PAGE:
Dodgy par­ent trap

Door­knocks nab fib­bing fam­i­lies sneak­ing into top schools


IN-DE­MAND state high schools are con­duct­ing ran­dom door­knocks and iden­ti­fi­ca­tion checks to catch par­ents ly­ing on stu­dent en­rol­ment forms.

Prin­ci­pals at some of Vic­to­ria’s top state schools have called for a strin­gent 100-point ID check to be rolled out statewide as par­ents at­tempt to dupe them over catch­ment ar­eas.

Des­per­ate fam­i­lies are cre­at­ing fake bank state­ments and other doc­u­ments, us­ing grand­par­ents’ ad­dresses and pay­ing for short-term rental prop­er­ties in de­sired zones.

Par­ents are even dob­bing each other in for break­ing the rules amid ex­treme de­mand for stu­dent en­rol­ments at the best gov­ern­ment high schools.

“We know if we didn’t do these checks as­sid­u­ously, there would be those peo­ple try­ing to mis­lead us,” Glen Waver­ley Sec­ondary Col­lege prin­ci­pal Gerry Schiller said. “What we’re try­ing to do is en­sure the peo­ple who have a right to be en­rolled are en­rolled.”

Glen Waver­ley, Brighton Sec­ondary, Ver­mont Sec­ondary and Bal­wyn High are among schools that have re­sorted to mea­sures in­clud­ing door­knocks, ID and util­ity bill checks.

Bal­wyn High re­quires fam­i­lies to sign “res­i­dency dec­la­ra­tion” forms.

Brighton Sec­ondary Col­lege prin­ci­pal Richard Mi­nack was among a hand­ful of prin­ci­pals who agreed that Vic­to­ria should fall into line with NSW, which last week con­firmed the en­force­ment of 100-point ID checks af­ter a gov­ern­ment en­rol­ment re­view.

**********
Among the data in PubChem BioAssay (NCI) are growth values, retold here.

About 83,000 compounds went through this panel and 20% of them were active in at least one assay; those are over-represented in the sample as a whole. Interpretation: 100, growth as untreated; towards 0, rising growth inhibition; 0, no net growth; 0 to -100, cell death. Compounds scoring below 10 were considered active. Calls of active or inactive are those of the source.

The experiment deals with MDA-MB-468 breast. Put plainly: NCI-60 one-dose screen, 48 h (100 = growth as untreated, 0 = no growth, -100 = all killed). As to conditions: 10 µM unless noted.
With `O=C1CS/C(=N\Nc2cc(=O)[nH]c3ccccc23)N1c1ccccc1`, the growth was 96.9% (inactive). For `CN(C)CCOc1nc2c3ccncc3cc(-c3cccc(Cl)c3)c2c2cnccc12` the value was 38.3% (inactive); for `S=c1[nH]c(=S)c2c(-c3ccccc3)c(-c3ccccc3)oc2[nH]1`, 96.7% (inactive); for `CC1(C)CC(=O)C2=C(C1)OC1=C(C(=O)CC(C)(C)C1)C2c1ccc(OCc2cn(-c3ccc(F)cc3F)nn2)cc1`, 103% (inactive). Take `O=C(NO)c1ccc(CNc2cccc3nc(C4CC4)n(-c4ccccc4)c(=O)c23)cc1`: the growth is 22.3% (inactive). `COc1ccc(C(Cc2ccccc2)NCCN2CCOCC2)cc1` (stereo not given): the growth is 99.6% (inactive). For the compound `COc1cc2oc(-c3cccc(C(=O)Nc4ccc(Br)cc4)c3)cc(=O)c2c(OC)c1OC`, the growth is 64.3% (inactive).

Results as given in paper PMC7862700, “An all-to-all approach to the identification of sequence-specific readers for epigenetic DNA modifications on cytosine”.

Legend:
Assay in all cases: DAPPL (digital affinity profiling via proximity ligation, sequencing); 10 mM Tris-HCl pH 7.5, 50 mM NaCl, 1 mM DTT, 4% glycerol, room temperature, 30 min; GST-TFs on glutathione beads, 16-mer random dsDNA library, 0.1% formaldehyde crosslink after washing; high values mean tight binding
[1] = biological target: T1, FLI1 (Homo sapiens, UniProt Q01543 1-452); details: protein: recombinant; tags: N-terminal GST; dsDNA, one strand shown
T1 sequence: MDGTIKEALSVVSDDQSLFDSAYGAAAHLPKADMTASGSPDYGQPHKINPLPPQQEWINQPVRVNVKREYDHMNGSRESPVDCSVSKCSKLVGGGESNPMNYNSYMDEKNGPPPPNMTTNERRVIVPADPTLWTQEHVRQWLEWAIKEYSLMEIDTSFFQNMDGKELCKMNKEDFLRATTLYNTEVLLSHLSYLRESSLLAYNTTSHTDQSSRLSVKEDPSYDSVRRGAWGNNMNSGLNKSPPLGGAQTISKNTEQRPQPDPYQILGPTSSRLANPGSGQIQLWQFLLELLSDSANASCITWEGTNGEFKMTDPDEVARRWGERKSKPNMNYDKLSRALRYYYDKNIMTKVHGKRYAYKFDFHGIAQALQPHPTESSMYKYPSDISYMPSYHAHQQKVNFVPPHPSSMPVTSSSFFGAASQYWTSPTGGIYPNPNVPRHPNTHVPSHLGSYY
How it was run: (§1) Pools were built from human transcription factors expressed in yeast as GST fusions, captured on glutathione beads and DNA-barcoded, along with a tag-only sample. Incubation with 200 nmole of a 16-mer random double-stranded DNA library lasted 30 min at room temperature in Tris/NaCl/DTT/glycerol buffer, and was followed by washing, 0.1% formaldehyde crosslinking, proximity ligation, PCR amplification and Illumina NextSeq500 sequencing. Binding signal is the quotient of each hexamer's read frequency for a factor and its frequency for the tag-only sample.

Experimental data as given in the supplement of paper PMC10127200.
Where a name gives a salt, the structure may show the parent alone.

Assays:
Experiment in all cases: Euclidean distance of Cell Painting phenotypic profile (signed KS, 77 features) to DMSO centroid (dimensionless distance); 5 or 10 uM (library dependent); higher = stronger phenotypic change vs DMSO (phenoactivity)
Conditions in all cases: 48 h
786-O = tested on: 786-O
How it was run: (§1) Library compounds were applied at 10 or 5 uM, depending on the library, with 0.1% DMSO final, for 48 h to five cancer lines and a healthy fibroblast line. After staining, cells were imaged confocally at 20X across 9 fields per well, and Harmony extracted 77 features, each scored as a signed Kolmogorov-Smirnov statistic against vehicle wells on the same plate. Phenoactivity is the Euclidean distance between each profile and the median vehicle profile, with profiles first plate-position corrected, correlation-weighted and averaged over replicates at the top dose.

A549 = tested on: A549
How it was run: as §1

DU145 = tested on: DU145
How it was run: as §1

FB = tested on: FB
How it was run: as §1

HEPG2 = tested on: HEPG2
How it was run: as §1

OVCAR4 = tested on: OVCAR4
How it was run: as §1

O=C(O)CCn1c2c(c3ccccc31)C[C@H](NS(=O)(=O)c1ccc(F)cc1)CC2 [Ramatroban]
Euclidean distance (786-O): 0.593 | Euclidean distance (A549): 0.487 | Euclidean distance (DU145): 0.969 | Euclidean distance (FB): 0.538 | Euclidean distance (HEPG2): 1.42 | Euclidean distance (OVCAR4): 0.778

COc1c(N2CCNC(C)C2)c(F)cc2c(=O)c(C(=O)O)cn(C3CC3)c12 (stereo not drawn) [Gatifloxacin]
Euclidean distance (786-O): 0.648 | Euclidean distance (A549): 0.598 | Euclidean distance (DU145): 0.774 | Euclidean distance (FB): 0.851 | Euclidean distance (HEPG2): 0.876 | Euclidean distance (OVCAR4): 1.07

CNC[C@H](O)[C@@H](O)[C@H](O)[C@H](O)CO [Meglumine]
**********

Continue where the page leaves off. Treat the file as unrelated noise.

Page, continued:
“It would be good be­cause we do ex­pend a lot of time and ef­fort (in do­ing catch­ment checks),” Mr Min- ack said. “A lot of peo­ple fake bank state­ments and doc­u­ments — the clas­sic is a three-month rental.”

Ver­mont Sec­ondary Col­lege prin­ci­pal Tony Ja­cobs said the school asked fam­i­lies for proof of a min­i­mum 12-month rental af­ter it found par­ents were hir­ing short-term prop­er­ties.

“I’m not un­happy with the cur­rent sys­tem, but it does put the onus on to us and we have to play the role of the bad guy,” Mr Ja­cobs said.

One Bal­wyn High fam­ily who ap­plied for their child to start in year 7 in 2018 was vis­ited by an as­sis­tant princi- pal one af­ter­noon af­ter us­ing a post of­fice box rather than a street ad­dress. The fa­ther, who didn’t want to be iden­ti­fied, told the Sun­day Her­ald Sun: “He asked to see my driver’s li­cence. I wasn’t too per­turbed be­cause I had noth­ing to hide, but I was very sur­prised.”

He said as part of the ap­pli­ca­tion process, he had to pro­vide a rates no­tice, util­ity bills and a pass­port show­ing his fam­ily lived in the zone.

The De­part­ment of Ed­u­ca­tion does not plan to re­view its en­rol­ment pol­icy.

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